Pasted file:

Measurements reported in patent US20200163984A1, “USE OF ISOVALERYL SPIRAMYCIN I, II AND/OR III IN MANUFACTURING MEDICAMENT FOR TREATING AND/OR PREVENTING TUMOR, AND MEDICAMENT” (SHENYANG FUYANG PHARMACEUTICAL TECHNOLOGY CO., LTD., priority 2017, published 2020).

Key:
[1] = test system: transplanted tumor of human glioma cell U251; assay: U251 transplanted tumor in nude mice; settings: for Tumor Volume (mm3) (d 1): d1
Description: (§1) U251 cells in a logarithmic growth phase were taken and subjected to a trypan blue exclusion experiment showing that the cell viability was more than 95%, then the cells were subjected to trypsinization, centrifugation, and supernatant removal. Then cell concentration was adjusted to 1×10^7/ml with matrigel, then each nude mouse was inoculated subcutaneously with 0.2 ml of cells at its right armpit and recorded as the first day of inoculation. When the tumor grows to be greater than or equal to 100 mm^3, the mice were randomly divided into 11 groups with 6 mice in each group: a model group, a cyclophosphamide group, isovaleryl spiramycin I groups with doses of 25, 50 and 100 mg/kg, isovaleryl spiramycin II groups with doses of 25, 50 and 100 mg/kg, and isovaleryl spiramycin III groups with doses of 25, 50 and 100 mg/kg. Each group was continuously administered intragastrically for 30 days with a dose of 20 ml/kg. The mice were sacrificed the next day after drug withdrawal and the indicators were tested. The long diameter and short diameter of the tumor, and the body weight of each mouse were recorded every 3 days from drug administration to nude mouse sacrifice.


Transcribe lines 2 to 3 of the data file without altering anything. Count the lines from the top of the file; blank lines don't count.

Key:
[1] = test system: transplanted tumor of human glioma cell U251; assay: U251 transplanted tumor in nude mice; settings: for Tumor Volume (mm3) (d 1): d1